While we encourage you to know some of the basics of healthcare and the Affordable Care Act, we always invite you to reach out to us with questions. We want to you to feel confident knowing we offer the best guidance and service without having to research everything yourself. This is what sets us apart from other agents/agencies, navigators and the marketplace (healthcare.gov).

Advanced Premium Tax Credit

To make coverage more affordable, subsidies (aka Advanced Premium Tax Credits) will be available to help those with lower and moderate incomes. These subsidies are generally available to the following people:

Individuals who are not offered insurance through their work;

Those who are not eligible for a public plan like Medicare, Medicaid, or CHIP; and

those with an annual income between 100 and 400 percent of the Federal Poverty Level.

To receive a subsidy:

Individuals must purchase their health insurance through the Health Insurance Marketplace. If an individual qualifies for a credit, the federal government will pay a portion of the monthly premium directly to the chosen insurance company.

The credit is based on family size, income, and age. To see if you qualify for a subsidy, simply CLICK HERE and enter your zip code and ages of those to be covered.

To qualify for a subsidy, you must:

Be a citizen or legal resident of the U.S.

Have a family income between 100 to 400 percent of the federal poverty level

Not have access to a qualified employer-sponsored health plan that provides minimum value (actuarial value of at least 60 percent) and that is affordable (does not cost you more than 9.5 percent of your income)

Not be eligible for public coverage—including Medicaid, the Children’s Health Insurance Program, Medicare, or military coverage. However, in Utah Medicaid has not been expanded which is causing much confusion. Call for guidance if you’re unsure about this.

Use your subsidy to purchase insurance through Climbing Healthcare’s free assistance on the health insurance marketplace.

How much subsidy could I receive?

Plans offered in the health insurance marketplace are categorized by metal level: bronze, silver, gold, and platinum. Subsidies are based on the premium of the second lowest cost silver plan in each state. The amount of the subsidy varies according to the income of the individual or family. Those who qualify will only be required to pay a certain percentage of their income for premiums, as shown below:

Income Level Premium As A Percentage of Income Monthly Maximum of Premium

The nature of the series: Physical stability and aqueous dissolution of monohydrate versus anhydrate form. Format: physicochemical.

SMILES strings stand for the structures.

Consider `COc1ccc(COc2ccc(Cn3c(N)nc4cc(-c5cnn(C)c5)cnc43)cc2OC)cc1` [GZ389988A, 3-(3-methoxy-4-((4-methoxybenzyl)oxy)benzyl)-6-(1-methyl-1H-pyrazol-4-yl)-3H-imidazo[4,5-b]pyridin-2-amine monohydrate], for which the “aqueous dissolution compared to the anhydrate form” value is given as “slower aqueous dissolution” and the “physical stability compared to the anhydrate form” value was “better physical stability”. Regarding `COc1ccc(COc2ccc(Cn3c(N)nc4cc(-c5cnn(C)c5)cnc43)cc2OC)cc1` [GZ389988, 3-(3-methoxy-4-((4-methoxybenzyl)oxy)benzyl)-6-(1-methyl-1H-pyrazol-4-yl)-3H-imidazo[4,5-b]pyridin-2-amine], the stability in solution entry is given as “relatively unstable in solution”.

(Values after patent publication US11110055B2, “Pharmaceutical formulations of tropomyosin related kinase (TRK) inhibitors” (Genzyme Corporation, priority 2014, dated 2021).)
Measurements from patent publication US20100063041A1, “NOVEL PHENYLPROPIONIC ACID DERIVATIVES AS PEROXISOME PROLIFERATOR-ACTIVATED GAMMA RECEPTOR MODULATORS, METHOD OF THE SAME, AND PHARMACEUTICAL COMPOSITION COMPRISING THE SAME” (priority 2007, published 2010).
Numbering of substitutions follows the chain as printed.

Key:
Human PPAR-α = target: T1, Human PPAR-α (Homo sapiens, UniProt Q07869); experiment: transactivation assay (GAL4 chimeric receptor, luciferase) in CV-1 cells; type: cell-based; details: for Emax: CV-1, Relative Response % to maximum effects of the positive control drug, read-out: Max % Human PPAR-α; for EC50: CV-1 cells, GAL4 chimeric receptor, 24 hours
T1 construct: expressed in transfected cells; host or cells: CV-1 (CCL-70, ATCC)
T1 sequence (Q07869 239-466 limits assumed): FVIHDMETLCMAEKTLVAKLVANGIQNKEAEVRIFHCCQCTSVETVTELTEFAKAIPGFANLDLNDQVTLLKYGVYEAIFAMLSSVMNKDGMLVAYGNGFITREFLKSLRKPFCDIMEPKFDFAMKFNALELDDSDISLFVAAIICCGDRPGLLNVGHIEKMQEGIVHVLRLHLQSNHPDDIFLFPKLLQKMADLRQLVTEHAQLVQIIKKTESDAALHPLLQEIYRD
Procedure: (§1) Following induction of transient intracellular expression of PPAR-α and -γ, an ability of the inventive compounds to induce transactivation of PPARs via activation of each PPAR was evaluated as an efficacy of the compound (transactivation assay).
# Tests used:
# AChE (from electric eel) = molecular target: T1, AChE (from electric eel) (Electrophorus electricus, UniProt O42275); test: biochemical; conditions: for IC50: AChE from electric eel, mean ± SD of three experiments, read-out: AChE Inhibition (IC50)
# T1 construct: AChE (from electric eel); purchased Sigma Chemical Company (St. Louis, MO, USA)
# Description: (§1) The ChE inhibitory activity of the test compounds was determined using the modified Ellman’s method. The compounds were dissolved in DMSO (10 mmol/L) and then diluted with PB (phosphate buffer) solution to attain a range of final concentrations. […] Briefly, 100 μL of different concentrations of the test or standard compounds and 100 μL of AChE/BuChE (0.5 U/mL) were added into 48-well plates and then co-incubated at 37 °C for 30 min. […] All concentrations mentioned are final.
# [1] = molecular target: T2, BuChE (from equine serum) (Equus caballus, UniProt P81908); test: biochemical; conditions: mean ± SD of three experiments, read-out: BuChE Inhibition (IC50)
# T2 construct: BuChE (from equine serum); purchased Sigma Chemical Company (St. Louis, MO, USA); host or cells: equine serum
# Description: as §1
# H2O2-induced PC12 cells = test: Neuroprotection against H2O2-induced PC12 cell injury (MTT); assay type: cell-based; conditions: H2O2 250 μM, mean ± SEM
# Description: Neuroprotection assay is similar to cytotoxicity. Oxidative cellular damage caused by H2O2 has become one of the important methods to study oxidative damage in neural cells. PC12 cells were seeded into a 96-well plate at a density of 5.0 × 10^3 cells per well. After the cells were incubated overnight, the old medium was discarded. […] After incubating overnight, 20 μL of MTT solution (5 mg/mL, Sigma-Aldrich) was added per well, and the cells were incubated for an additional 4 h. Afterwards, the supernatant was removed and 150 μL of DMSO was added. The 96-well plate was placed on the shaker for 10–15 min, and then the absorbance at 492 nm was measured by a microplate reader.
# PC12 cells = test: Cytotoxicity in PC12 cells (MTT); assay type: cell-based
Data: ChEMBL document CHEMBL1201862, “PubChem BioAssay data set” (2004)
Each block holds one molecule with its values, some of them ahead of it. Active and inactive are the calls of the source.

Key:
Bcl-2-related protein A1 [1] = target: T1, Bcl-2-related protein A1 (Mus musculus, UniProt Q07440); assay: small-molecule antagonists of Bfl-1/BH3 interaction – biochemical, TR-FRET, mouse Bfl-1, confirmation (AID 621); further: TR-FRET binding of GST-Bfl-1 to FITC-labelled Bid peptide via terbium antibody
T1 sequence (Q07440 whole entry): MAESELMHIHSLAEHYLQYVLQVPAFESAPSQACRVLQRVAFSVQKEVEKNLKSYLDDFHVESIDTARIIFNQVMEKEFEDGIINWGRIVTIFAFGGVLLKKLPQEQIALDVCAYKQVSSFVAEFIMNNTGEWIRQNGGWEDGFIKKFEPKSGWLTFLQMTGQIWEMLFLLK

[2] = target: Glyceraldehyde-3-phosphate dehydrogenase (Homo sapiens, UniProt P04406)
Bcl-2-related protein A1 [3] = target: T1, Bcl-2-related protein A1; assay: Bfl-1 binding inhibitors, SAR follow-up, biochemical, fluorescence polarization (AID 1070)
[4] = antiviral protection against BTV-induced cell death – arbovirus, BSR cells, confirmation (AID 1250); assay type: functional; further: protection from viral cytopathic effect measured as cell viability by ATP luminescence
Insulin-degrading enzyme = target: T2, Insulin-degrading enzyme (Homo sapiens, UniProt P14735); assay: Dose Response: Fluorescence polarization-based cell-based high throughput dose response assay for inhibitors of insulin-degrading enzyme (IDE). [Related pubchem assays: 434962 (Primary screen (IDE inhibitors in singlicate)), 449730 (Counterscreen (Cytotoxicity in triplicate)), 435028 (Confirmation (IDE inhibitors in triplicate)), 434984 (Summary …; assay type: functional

Single Family of Four
Up to 133% FPL 2% of income $25 $51
133%-$150% FPL 3 to 4% of income $56 $115
150%-200% FPL 4 to 6.3% of income $117 $242
200%-250% FPL 6.3 to 8.05% of income $187 $387
250%-300% FPL 8.05 to 9.5% of income $265 $547
300%-400% FPL 9.5% of income $310 $730

Here’s an example:

Johnny is 31 years old and has an annual salary of 200% of poverty or $22,980.

The second lowest cost silver plan in the health insurance marketplace in Johnny’s area costs $3,600 annually.

Johnny will only pay 6.3% of income, or $1,448 annually, to enroll in that plan.

Johnny will receive an annual tax credit of $2,152 ($3,600 premium minus the $1,448 limit on what Johnny must pay)

Uninsured IRS Tax Penalty
Individual Mandate/Penalty

Beginning January 1, 2014, the Affordable Care Act requires all Americans to have minimum essential health coverage, qualify for an exception, or pay a tax penalty. The penalties are phased in, according to the following schedule:

2014—$95 per uninsured adult and $47.50 per uninsured child (capped at $285 per household) or 1 percent of the household income, whichever is greater.

2015—$325 per uninsured adult and $162.50 per uninsured child (capped at $975 per household) or 2 percent of the household income, whichever is greater.

2016 and beyond—$695 per uninsured adult and $347.50 per uninsured child (capped at $2,085 per household) or 2.5 percent of the household income, whichever is greater.

Most individuals in the United States have health coverage today that will count as minimum essential coverage. They will not need to do anything more than continue their current coverage.

For those who do not have coverage, who discontinue their current coverage, or who want to explore other affordable options, Health Insurance Marketplaces (formerly called exchanges) are open in every state, as of 2014.

These will help qualified individuals find minimum essential coverage that fits their budget and look for potential financial assistance to help with the costs of coverage.

Guaranteed Issue

Individuals are guaranteed coverage on a health plan regardless of health status (including pre-existing conditions), age, gender, or other factors that might predict the use of health services. Premium rating may only vary based on the following factors: age, geographic area, number of family members covered and tobacco use.

Essential Health Benefits

The Affordable Care Act states that all non-grandfathered plans in the individual and small employer markets both inside and outside of Health Insurance Marketplaces must cover Essential Health Benefits (EHB) beginning January 1, 2014 for new business, and at renewal for existing business. There are ten categories of Essential Health Benefits:

Ambulatory patient services

Emergency Services


Maternity and newborn care

Mental health and substance abuse

Prescription drugs

Rehabilitative and habilitative services

Lab services

Preventive and Wellness services and chronic disease management

Pediatric services, including oral and vision care